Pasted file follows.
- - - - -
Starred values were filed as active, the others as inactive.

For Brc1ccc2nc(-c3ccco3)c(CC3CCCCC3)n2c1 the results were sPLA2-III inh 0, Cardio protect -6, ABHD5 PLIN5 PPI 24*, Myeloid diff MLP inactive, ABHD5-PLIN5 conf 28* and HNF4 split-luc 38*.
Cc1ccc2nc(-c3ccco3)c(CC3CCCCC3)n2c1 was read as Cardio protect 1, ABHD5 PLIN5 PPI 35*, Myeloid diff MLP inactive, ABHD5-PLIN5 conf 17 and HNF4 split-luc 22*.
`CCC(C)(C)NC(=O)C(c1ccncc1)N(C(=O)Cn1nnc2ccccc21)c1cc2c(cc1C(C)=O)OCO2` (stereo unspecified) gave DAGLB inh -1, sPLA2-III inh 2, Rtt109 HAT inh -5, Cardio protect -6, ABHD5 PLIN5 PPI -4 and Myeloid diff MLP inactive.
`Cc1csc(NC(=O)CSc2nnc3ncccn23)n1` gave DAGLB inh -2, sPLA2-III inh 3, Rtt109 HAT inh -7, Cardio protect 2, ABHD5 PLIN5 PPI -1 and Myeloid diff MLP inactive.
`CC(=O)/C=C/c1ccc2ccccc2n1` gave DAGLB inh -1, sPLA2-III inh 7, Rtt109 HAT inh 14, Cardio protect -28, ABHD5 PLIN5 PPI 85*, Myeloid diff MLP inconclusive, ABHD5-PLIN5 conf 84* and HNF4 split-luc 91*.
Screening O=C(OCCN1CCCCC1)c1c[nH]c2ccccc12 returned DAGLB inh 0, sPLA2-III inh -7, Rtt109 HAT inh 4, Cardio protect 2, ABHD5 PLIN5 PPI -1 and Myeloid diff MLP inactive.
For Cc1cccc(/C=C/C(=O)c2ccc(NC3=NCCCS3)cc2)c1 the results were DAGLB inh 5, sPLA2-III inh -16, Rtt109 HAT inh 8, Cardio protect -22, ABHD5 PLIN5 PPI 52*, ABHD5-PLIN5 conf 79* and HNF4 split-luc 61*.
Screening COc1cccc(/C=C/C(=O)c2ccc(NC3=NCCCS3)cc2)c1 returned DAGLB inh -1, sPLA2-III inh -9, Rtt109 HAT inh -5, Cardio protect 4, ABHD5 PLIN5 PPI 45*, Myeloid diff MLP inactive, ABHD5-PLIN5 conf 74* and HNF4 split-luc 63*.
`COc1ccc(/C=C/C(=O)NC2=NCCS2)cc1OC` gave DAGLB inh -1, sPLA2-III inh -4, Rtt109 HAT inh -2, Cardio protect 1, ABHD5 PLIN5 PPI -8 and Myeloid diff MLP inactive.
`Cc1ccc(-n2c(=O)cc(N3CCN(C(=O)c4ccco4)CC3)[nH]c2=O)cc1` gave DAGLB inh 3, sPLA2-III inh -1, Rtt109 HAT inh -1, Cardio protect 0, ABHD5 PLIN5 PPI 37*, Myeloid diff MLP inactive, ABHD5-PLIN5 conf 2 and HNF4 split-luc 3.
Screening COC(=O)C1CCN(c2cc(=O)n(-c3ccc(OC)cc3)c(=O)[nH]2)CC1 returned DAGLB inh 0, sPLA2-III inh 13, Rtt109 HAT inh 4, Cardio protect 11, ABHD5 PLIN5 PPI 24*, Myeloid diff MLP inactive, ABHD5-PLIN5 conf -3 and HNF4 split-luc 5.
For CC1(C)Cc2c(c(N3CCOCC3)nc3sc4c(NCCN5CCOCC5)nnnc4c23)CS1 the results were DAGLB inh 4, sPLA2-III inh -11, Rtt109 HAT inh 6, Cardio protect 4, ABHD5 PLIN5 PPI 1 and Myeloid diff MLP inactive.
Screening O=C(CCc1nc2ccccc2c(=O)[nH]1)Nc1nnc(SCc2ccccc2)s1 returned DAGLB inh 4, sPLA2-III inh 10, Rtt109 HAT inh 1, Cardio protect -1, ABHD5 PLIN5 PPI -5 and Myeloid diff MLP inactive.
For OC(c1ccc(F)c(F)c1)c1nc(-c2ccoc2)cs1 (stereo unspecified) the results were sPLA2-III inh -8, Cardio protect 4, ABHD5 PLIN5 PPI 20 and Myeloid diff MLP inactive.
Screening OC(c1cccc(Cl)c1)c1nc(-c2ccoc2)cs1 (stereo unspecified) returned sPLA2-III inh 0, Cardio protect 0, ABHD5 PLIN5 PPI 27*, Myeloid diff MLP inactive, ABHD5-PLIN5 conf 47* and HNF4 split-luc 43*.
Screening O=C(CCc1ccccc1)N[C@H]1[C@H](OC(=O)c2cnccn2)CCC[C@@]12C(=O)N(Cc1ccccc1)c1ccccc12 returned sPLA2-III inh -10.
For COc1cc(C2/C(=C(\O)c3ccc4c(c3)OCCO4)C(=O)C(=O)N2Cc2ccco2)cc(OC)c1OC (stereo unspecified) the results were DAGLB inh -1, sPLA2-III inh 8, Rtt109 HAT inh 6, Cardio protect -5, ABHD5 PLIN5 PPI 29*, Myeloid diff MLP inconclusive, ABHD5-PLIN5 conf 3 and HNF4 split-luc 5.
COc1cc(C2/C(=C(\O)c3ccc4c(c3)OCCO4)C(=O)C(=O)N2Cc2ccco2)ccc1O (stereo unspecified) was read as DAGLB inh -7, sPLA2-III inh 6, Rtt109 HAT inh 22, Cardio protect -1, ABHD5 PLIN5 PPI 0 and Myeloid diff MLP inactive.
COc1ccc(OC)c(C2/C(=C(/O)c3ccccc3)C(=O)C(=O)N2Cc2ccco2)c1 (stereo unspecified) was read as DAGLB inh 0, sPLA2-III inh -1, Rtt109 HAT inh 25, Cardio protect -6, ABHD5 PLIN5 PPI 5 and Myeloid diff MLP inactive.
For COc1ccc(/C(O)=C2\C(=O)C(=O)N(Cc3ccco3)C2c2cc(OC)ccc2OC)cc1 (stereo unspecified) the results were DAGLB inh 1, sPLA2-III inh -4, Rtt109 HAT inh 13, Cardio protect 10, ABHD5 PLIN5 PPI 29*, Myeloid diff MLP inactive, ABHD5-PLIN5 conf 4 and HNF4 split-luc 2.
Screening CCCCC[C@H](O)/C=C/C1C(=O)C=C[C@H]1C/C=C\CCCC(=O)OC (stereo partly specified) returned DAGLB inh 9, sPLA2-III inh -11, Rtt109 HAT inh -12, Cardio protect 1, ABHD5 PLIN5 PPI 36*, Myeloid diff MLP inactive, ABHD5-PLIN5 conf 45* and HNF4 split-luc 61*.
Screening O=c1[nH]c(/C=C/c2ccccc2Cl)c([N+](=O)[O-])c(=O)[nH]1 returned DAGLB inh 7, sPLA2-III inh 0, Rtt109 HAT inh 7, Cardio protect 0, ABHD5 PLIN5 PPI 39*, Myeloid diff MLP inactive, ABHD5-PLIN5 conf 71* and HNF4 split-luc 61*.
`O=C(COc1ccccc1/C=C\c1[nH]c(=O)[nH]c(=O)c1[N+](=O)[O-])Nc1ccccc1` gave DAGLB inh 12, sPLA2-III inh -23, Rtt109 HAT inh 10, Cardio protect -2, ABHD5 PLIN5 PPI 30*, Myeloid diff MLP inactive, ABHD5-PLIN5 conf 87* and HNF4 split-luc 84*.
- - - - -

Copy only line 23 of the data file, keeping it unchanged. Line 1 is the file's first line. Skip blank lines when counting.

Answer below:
Screening O=c1[nH]c(/C=C/c2ccccc2Cl)c([N+](=O)[O-])c(=O)[nH]1 returned DAGLB inh 7, sPLA2-III inh 0, Rtt109 HAT inh 7, Cardio protect 0, ABHD5 PLIN5 PPI 39*, Myeloid diff MLP inactive, ABHD5-PLIN5 conf 71* and HNF4 split-luc 61*.